Everything You Need to Know About Temporary and Semi-Permanent Hair Color

Plus, it is less damaging?

Daydreaming about new reds, browns, or black hair color for upcoming season, but don’t want to fully commit? Have roots that you need to cover stat, but don’t have time to make it to a salon? Temporary hair color, i.e. color that fades over time with washing, is the ideal technique for someone wanting to experiment or conceal roots in a pinch. We asked expert colorists to break down temporary hair color, including how to pick the best temporary hair color, how to care for your new hue, and the best product recommendations to try.

<p>Stock Colors/Getty Images</p>

Stock Colors/Getty Images

What Is Temporary Hair Color?

Temporary hair colors are mainly used to refer to colors that wash away after a single shampoo. “Anything truly ‘temporary’ means it will wash out with one shampoo. Therefore the only true temporary hair color by definition is applied by spraying it on,” says Paul Labrecque, creative director and master stylist at Paul Labrecque Salon and Skincare Spa.

However, the term is also often used to encompass semi-permanent dyes, which last around 6-8 weeks depending on your hair type, how porous it is, and how frequently you wash. These formulas can come in many forms, including gels and conditioning masks. They’re great for beginners because they’re low-maintenance, don't contain bleach, and often formulated with conditioning and shine agents built in, meaning that they’re less damaging than permanent hair colors.

All that being said, anything with chemicals can have a drying effect on your hair. “For anyone, the best choice is to make sure ammonia isn't in any of the semi-permanent colors you're using,” says Labrecque. “Always go with the gentlest of chemicals as possible—this can vary based on any grays you have and plan to cover, the depth of color you want to achieve, and your base hue. In general, going darker will be less damaging than going lighter.”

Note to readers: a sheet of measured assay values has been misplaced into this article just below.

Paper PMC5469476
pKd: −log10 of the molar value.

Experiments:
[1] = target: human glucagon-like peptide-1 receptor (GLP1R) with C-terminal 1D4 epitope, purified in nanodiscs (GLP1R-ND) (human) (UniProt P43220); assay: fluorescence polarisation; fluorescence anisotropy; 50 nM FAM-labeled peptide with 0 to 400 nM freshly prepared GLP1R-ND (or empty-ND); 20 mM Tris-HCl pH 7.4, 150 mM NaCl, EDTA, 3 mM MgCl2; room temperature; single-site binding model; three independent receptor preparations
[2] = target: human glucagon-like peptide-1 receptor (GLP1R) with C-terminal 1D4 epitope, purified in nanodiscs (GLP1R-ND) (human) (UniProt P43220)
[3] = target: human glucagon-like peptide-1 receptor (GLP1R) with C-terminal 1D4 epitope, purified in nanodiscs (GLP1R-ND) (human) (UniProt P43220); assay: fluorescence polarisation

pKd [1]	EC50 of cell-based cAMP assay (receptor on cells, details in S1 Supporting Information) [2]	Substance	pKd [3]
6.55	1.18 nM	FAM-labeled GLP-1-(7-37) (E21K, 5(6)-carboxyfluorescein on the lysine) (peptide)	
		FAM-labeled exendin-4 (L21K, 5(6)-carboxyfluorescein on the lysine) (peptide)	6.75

What to Keep In Mind When Choosing Your Color

According to colorists, the main thing to consider when choosing a shade is that warm colors (like peaches, reds, oranges, and pinks) fade better and quicker whereas cool colors (blue, green, violet) will stick around for longer. Warm shades will also grab more evenly, so they might be a better option if it’s your first time dabbling into at-home color.

Regardless of the color you choose, it’s always recommended that you test dyes on an inconspicuous section of wet or damp hair first (perhaps a strand behind the nape of your neck) so you can see how your hair will absorb the color.

Can Anyone Use Temporary Hair Color?

Sorry brunettes, but blondes do have more fun in this territory. As a rule of thumb, the lighter your hair already is, the brighter a color will be since temporary colors only darken or tone hair (read: they don’t lift the base). In other words, if you want pink or purple hues and your hair is naturally dark, the hair must be pre-bleached (that’s why temporary colors are generally easier for bleached and natural blondes). That doesn’t mean you can’t partake if you have dark hair and prefer to stay away from bleach—consider colors like deep purple or blue, which can give a cool, subtle hue to brunette hair.

How to Care for Temporary Hair Color

Sudsier detergents and clarifying agents are the ones responsible for fading pigments. When dealing with a semi-permanent dye where you're going to want to keep your color around as long as possible, the most effective way to do so is using color-safe hair products without harsh detergents and sulfates. Hard water can also take a toll on hair color, so try adding a shower filter to remove damaging minerals and limiting the amount of times you wash your hair.

Best Temporary Hair Color Products

For all-over color, consider semi-permanent colors by Manic Panic or Crazy Color's Temporary Color range, but keep in mind this brand's products can adhere to those with porous ends and ultimately last longer than one wash. If you’re a brunette, some brands like Overtone offer colors specifically formulated to show up on brown and dark hair. When it comes to selective sections, Labrecque recommends L'Oreal's Magic Touch Up Sprays for concealing grays and/or roots in between color sessions.

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